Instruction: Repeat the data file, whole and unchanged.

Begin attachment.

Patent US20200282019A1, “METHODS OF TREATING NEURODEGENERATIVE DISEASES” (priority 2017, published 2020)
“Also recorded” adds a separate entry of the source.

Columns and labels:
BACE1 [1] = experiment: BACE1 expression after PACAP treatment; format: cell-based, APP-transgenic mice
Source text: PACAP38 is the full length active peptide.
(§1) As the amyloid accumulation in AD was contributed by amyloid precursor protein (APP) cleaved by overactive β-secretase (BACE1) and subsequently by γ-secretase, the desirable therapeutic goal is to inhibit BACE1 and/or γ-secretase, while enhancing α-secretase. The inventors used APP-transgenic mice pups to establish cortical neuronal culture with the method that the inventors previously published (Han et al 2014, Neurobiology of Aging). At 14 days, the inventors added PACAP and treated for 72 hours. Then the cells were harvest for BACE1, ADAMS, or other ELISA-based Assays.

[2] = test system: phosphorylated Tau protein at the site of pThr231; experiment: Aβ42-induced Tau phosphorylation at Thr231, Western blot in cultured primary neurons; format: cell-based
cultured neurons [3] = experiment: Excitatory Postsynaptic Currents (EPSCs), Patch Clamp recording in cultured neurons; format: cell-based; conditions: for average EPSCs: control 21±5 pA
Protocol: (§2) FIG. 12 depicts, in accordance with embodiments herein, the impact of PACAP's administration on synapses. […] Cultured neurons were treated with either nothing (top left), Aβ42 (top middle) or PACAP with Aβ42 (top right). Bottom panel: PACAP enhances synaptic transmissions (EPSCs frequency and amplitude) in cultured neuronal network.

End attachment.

Patent US20200282019A1, “METHODS OF TREATING NEURODEGENERATIVE DISEASES” (priority 2017, published 2020)
“Also recorded” adds a separate entry of the source.

Columns and labels:
BACE1 [1] = experiment: BACE1 expression after PACAP treatment; format: cell-based, APP-transgenic mice
Source text: PACAP38 is the full length active peptide.
(§1) As the amyloid accumulation in AD was contributed by amyloid precursor protein (APP) cleaved by overactive β-secretase (BACE1) and subsequently by γ-secretase, the desirable therapeutic goal is to inhibit BACE1 and/or γ-secretase, while enhancing α-secretase. The inventors used APP-transgenic mice pups to establish cortical neuronal culture with the method that the inventors previously published (Han et al 2014, Neurobiology of Aging). At 14 days, the inventors added PACAP and treated for 72 hours. Then the cells were harvest for BACE1, ADAMS, or other ELISA-based Assays.

[2] = test system: phosphorylated Tau protein at the site of pThr231; experiment: Aβ42-induced Tau phosphorylation at Thr231, Western blot in cultured primary neurons; format: cell-based
cultured neurons [3] = experiment: Excitatory Postsynaptic Currents (EPSCs), Patch Clamp recording in cultured neurons; format: cell-based; conditions: for average EPSCs: control 21±5 pA
Protocol: (§2) FIG. 12 depicts, in accordance with embodiments herein, the impact of PACAP's administration on synapses. […] Cultured neurons were treated with either nothing (top left), Aβ42 (top middle) or PACAP with Aβ42 (top right). Bottom panel: PACAP enhances synaptic transmissions (EPSCs frequency and amplitude) in cultured neuronal network.